14 June 2013

Google Searches That Dare Not Speak Their Names

Long, long ago, and far away, I took Psychology.   I know I've forgotten much of it, but I can tell you at least one of its basic principles:  When you forbid something, people want it--or are at least curious about it.  That, of course, makes it profitable for someone.

How is it that the "soldiers", if you will, in the War On Drugs don't understand something so basic?  Most of them have college degrees and, I would assume, took Psych 101:  Probably the only course more college students take is English Composition, as nearly every college requires it.

But I digress.  Once you are aware of the basic psychological principle I've just mentioned, a news story I saw today makes perfect sense.

Here it is:  According to studies--and nearly every human rights organization--Nigeria and Pakistan rate at or near the top of the list of homophobic countries.  At any rate, they have some of the most draconian legislation against same-sex relationships and against people living in, or even expressing the characteristics of, the gender to which they were not assigned at birth.  

Yet Pakistan is "by volume the world leader for Google searches for the terms "shemale sex," "teen anal sex" and "man fucking man", according to a Google Trends report.   I find it interesting, to say the least, that "shemale" comes up so often in searches from Pakistan.

Both Pakistan and Nigeria rate in the top five for searches of "anal sex pics" and "gay sex pics".  Kenya, another notoriously anti-gay nation, rates first in  both categories.

The Huffington Post article in which I first encountered the story attributed such high volumes of LGBT-related searches in those countries to the fact that in those countries, most LGBT people are--not surprisingly--in the closet.  Also, the article alluded to the fact that because homosexuality is not discussed or is denied in the countries I've mentioned, many men have sex with other men--and seek out gay porn on the Internet--without considering themselves gay. That phenomenon seems like a mirror-image of the "down low" in the African-American community.

While "love that dare not speak its name" probably has much to do with the high level of gay and transsexual porn searches on Google in Pakistan, Kenya and Nigeria, I somehow don't think that it explains all of the searches, as the article seems to imply.  As I mentioned, whenever something is forbidden, the people to whom it is forbidden will often develop a fascination, even an obsession, with it.  I think now of the news dealer in Park Slope, where I used to live, who sold porn videos.  Although a lot of lesbians were living in the neighborhood back then (the 1990's), he couldn't recall one buying lesbian porn. "The men--the straight ones, I think--buy it all."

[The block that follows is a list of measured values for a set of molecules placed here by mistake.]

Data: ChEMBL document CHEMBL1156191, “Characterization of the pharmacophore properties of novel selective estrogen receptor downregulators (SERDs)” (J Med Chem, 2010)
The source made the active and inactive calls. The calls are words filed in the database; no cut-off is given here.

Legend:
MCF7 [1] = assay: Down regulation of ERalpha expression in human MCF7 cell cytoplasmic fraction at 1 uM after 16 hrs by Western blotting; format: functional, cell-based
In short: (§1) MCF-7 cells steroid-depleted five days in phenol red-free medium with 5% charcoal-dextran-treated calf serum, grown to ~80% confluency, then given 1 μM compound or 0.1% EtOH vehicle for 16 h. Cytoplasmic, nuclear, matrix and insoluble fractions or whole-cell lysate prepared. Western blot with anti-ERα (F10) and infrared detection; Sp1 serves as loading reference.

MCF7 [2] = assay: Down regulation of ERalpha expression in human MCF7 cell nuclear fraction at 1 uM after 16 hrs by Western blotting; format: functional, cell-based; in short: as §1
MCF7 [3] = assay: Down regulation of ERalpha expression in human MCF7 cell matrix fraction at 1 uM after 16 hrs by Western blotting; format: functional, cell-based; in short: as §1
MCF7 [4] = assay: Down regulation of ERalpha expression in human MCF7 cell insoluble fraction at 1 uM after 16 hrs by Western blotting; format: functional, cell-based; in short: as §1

When I thought about it, it made perfect sense.  Probably nothing is more "off-limits" to a straight man than two women having sex.  Most straight men will never see it, so it is left to the realm of their fantasies.  And, to admit a fascination with it to anyone but another straight man was--and, to some degree still is--a cultural taboo.  

To be so obsessed with such a sexual fantasy ultimately renders the object of obsession as a lurid fascination.  The people involved in such a fantasy, whether they are lesbians, transsexuals or cross-dressers, become freaks--and, thus, all the more an object of obsession--in the mind of the one holding the fantasy.

When you think of it, pornography is a culture's freak show, one that contains whatever is forbidden in the families, communities or societies of the people who look at it.  If I were to meet that newsdealer today, I might tell him that lesbian porn really isn't porn at all for lesbians--or, at any rate, it's nothing more than men's fantasies about what women do when they enter a room and close the door.  And, what can pornography be for straight people but other people--whether they're straight, gay or bi; cis- or trans-gender--doing whatever they can't or won't do in their relationships?

Really, finding out that there are so many LGBT-related Google searches in Pakistan, Nigeria and Kenya is no more surprising than having a woman whom men used to pay for S&M tell me that some of her most frequent customers were clergymen and other men who were considered "pillars" of their communities and had to keep up squeaky-clean reputations. 

William Blake put it best in his "Songs of Experience":

Prisons are built from stones of law,
Brothels from bricks of religion. 


No comments: